This book was an all-around fabulous surprise. It did the job of setting up a new series, offering up a cunning mystery plot, challenging characters, and the history came alive in this one. It was one of those books where I started it late at night with the whole ‘I’ll just read one or two chapters’ chestnut and ended up finishing half in one sitting. And then the next day, I was in a feverish need to get back to the story. Was this some exciting pulse-pounding thriller? Nope, but it was straight up good stuff for the historical romantic suspense lover. And this was just the beginning to the ongoing series.
The book opens with Rosalind Thorne’s lovely fairytale like life coming to a shattering end and then picks up a few years later when this lady with a spine of steal has picked up the pieces and has gone on with her life forging something new. Once a member of the cream of society and headed toward her own happy and easy life, now she is looked on warily by most as on the fringe, but regarded highly as the woman who can be of the most use. Rosalind lives hand to mouth and only by her wit and the help of her few friends does she get by.
Things take an interesting turn when suddenly she is drawn into an intrigue to help her godmother one of the esteemed Patronesses of Almack’s, encounters the man she thought once would be hers set to marry her worst enemy in society, and also called upon by that same antagonistic woman to solve her brother’s murder. Rosalind reluctantly agrees to help discover the truth and even more reluctantly chooses to partner with a Bow Street Runner. Meanwhile, her godmother’s husband and her former love interest try to warn her away from her quest and she is caught up in feelings of attraction to two different men. As she follows the trail of the murderer, Rosalind is no longer sure of anything.
I loved how this book did a great job of not only setting up the world of this series, but also some ongoing character and relationship plots while delivering a nice teaser of a mystery. Rosalind is a great heroine and I loved having both her and Harker and a few other minor characters narrating the story. Rosalind has been through so much, but she refuses to give in and quit. People try to shame her and force her to feel bad for her family’s tarnished rep and her own reduced circumstances, but she keeps her chin up and doesn’t let it beat her. Seeing her vulnerable and yet also indomitable moved me powerfully. I get the feeling that there is so much more to come after this introductory book to the series.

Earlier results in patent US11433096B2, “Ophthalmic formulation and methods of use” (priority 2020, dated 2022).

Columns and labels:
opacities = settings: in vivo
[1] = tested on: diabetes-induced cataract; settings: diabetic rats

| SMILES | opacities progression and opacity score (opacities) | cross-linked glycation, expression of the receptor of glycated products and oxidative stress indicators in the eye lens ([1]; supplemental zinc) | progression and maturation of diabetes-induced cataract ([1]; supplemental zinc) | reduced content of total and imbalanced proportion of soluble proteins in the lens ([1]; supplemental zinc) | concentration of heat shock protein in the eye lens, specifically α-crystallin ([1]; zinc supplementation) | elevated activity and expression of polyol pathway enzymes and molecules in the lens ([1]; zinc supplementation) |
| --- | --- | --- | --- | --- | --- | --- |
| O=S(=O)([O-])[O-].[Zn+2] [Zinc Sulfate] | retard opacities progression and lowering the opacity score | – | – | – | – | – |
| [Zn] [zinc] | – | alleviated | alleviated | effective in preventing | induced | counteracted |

The mystery’s solution didn’t elude me for the whole story, but it was of sufficient challenge that I could appreciate it. I loved being along with Rosalind and Harker as they worked the case. Harker is working class and Rose is a lady so the class distinctions added a bit of something to how they had to divvy up detecting responsibilities.
There are also a gaggle of fantastic secondary characters that I hope to encounter frequently in this series. I love how they span the gamut of society and types of relationships with each other. So colorful and interesting.
And the historical backdrop was proof that the author did her homework and the world of the story felt authentic from how society behaved toward someone like Rosalind, the significance of Almack’s and the Season, the pursuits of the upper level of Society along with the situation of the working class and the poor. Customs, fashions, dialogue, activities, all was done well.
So, in summary, I can enthusiastically push this one at anyone who loves historical settings for their romantic suspense, strong heroines, and lots of colorful characters to support her.
My thanks to Penguin-Random House for the opportunity to read this book in exchange for an honest review.
Romance Roundabout #154 HR
New to Me #64 series
Latest posts by Sophia Rose (see all)
- Review: Hammered by Kevin Hearne - May 25, 2017
- Review: Lethal Lies by Rebecca Zanetti - May 24, 2017
- Review: Feel Me by Cecy Robson - May 22, 2017
- Review: Indestructible by Emma Adams #YoungDelight - May 21, 2017
- Yakkety Yak, Let’s Chat … He’s Not Heavy; He’s My Brother - May 20, 2017